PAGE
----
Morgan Stanley wants to know: “Would you give up your Bloomberg Terminal?”
For many in the investment industry, this question is a terrifying non-starter that could potentially leads folks to counter with questions about the meaning of life.
But financial information is expensive. Very expensive.
Morgan Stanley estimates that Bloomberg Terminals cost firms about $24,000 per year per seat while the fully-loaded Eikon system from Thomson Reuters costs around $22,000 annually.
Then there’s FactSet’s data, which costs around $12,000 a year and S&P’s Capital IQ offerings total $7,500.
This adds up!
Here’s Morgan Stanley (emphasis mine):
We see increasing customer cost consciousness and heightened industry concentration facilitating a fragmentation of the terminal industry. Low interest rates and depressed capital markets activity are requiring banks to tightly manage expenses, and have forced some firms out of the industry. As a result, we anticipate that firms may increasingly try to minimise their market data costs by turning to lite versions of existing terminals or piece together newly available alternatives — a trend we view as deflationary for the industry.
This is an alternative way that headlines around the idea that “it’s getting bad on Wall Street” can be played out. Sure, it’s a tough time to be a bank or a banker. But it’s also a hard time to provide services to that bank and their bankers.
All-in, Morgan Stanley thinks $3 billion of the ~$24 billion spent on financial information is at risk if new players — headlined by chat product Symphony — make major inroads into the market.
A new world could look like this:
Now, as Morgan Stanley outlines, there quite a few hurdles to overcome for the industry to see a real dissolution of the overwhelming dominance enjoyed by incumbents like Bloomberg (which, as this Financial Times article from last summer details, has a cult-like following among its faithful users).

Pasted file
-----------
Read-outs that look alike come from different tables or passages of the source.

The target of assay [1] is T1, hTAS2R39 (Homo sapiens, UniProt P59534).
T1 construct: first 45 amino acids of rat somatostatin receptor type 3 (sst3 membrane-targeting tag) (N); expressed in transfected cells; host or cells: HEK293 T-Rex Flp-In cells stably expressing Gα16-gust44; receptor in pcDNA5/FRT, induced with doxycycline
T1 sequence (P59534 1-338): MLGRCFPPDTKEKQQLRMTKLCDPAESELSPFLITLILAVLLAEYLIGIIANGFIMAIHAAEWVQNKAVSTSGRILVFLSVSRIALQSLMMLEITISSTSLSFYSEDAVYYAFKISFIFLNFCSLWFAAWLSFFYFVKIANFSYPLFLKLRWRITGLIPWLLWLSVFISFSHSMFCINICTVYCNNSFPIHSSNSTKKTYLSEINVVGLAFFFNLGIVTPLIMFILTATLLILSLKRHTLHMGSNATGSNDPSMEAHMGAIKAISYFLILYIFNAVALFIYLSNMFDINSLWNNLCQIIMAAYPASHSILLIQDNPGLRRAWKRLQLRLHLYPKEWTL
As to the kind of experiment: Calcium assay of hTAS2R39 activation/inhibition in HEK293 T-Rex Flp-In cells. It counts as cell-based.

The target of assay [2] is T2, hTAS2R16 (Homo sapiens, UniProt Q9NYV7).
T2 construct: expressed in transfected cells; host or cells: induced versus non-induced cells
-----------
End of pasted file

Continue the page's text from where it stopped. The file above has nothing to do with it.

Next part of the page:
On the one hand this new world imagined by Morgan Stanley is decentralized. You’re chatting on Symphony, following news at The Fly on The Wall (disclosure: I used to work there), and getting analyst estimates on Estimize. Morgan Stanley’s analysts also wonder if this new world of cheaper financial services doesn’t also spell doom for their own research. This is a bleak world.
But the main hurdle to overcome is the network effect achieved by Bloomberg’s Instant Bloomberg, or IB chat, service.
If you’re a trader or a big investor on Wall Street, you’re probably on IB. And asking folks to use other services potentially chokes off a line of an important line of business communication.
But Symphony seems to be a major threat in this arena, and its success could put the broader terminal ecosystem at risk. The really important thing: Symphony costs $95 a month.
Back in 2013, reports surfaced that Bloomberg employees could access information about how any customer used their terminal. Bloomberg, we’d note, has a massive news operation (which Business Insider competes with directly). And so this access was, well, pretty great, though it has been years since it was available.
So Symphony — which has the backing of some of Wall Street’s biggest firms including Goldman Sachs, JPMorgan, Bank of America, Citigroup, Credit Suisse, Deutsche Bank, Wells Fargo, and Nomura — launched back in September 2015 and is at the center of this services un-bundling: if Symphony works, the whole process works.
Symphony, for its part, has pushed back against press characterizations of the product as a “Bloomberg killer,” instead arguing that it is an “email killer.” Look, everyone hates email, but here at Business Insider we use chat app Slack — another product dubbed an “email killer” — and I can assure you it has done almost nothing to reduce the amount of email sent but it has killed Campfire and AIM.
Additionally, Symphony CEO David Gurle said in an interview with Business Insider last year that there are something like 6 million investment professionals in the US; Morgan Stanley estimates 327,000 people have Bloomberg Terminals.
And so this makes the Terminal another example, perhaps, of a niche New York product New Yorkers actually think is ubiquitous. Which is not a slight to the Terminal! Just an anthropological aside. (Sort of like this whole post.)
But this is really about contemplating a future in which most all of the rules that governed what it meant to be in or around financial services start changing. And almost no matter what, things get cheaper.